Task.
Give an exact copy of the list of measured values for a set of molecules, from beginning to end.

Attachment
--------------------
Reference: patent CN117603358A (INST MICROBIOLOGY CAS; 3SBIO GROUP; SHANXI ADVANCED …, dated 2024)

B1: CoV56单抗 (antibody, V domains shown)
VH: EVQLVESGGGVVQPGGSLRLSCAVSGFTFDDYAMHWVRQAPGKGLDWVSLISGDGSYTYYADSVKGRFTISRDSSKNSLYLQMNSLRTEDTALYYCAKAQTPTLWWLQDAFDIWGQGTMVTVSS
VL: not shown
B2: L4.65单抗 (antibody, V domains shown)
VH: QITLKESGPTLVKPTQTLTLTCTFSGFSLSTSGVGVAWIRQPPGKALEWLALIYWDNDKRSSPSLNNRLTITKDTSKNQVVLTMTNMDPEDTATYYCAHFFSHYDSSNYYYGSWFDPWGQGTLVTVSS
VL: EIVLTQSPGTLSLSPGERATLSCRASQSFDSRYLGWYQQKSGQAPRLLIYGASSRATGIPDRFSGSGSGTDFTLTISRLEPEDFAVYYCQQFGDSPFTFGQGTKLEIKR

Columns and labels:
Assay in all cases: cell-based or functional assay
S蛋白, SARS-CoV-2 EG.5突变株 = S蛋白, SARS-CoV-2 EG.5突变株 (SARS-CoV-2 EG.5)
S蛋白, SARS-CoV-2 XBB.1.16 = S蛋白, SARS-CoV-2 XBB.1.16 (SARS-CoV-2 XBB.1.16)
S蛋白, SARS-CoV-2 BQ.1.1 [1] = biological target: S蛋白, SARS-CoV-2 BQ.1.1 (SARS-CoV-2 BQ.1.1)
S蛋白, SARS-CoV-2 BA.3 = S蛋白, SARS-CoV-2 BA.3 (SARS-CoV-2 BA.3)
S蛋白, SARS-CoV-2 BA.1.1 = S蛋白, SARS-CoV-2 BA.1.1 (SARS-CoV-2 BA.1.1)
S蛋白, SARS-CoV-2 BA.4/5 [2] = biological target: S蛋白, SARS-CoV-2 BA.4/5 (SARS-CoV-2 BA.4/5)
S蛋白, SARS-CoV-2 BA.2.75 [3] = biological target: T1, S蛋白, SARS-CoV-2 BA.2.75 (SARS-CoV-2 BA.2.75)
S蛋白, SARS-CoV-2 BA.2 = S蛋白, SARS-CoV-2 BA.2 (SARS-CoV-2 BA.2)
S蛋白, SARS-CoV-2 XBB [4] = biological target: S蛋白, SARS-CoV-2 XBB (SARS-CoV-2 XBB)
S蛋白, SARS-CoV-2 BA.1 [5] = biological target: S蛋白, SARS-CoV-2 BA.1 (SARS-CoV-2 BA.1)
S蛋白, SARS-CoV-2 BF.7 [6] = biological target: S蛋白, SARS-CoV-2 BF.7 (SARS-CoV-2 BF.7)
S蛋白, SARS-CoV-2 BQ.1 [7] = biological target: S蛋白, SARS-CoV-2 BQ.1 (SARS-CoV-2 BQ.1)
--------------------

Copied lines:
Reference: patent CN117603358A (INST MICROBIOLOGY CAS; 3SBIO GROUP; SHANXI ADVANCED …, dated 2024)

B1: CoV56单抗 (antibody, V domains shown)
VH: EVQLVESGGGVVQPGGSLRLSCAVSGFTFDDYAMHWVRQAPGKGLDWVSLISGDGSYTYYADSVKGRFTISRDSSKNSLYLQMNSLRTEDTALYYCAKAQTPTLWWLQDAFDIWGQGTMVTVSS
VL: not shown
B2: L4.65单抗 (antibody, V domains shown)
VH: QITLKESGPTLVKPTQTLTLTCTFSGFSLSTSGVGVAWIRQPPGKALEWLALIYWDNDKRSSPSLNNRLTITKDTSKNQVVLTMTNMDPEDTATYYCAHFFSHYDSSNYYYGSWFDPWGQGTLVTVSS
VL: EIVLTQSPGTLSLSPGERATLSCRASQSFDSRYLGWYQQKSGQAPRLLIYGASSRATGIPDRFSGSGSGTDFTLTISRLEPEDFAVYYCQQFGDSPFTFGQGTKLEIKR

Columns and labels:
Assay in all cases: cell-based or functional assay
S蛋白, SARS-CoV-2 EG.5突变株 = S蛋白, SARS-CoV-2 EG.5突变株 (SARS-CoV-2 EG.5)
S蛋白, SARS-CoV-2 XBB.1.16 = S蛋白, SARS-CoV-2 XBB.1.16 (SARS-CoV-2 XBB.1.16)
S蛋白, SARS-CoV-2 BQ.1.1 [1] = biological target: S蛋白, SARS-CoV-2 BQ.1.1 (SARS-CoV-2 BQ.1.1)
S蛋白, SARS-CoV-2 BA.3 = S蛋白, SARS-CoV-2 BA.3 (SARS-CoV-2 BA.3)
S蛋白, SARS-CoV-2 BA.1.1 = S蛋白, SARS-CoV-2 BA.1.1 (SARS-CoV-2 BA.1.1)
S蛋白, SARS-CoV-2 BA.4/5 [2] = biological target: S蛋白, SARS-CoV-2 BA.4/5 (SARS-CoV-2 BA.4/5)
S蛋白, SARS-CoV-2 BA.2.75 [3] = biological target: T1, S蛋白, SARS-CoV-2 BA.2.75 (SARS-CoV-2 BA.2.75)
S蛋白, SARS-CoV-2 BA.2 = S蛋白, SARS-CoV-2 BA.2 (SARS-CoV-2 BA.2)
S蛋白, SARS-CoV-2 XBB [4] = biological target: S蛋白, SARS-CoV-2 XBB (SARS-CoV-2 XBB)
S蛋白, SARS-CoV-2 BA.1 [5] = biological target: S蛋白, SARS-CoV-2 BA.1 (SARS-CoV-2 BA.1)
S蛋白, SARS-CoV-2 BF.7 [6] = biological target: S蛋白, SARS-CoV-2 BF.7 (SARS-CoV-2 BF.7)
S蛋白, SARS-CoV-2 BQ.1 [7] = biological target: S蛋白, SARS-CoV-2 BQ.1 (SARS-CoV-2 BQ.1)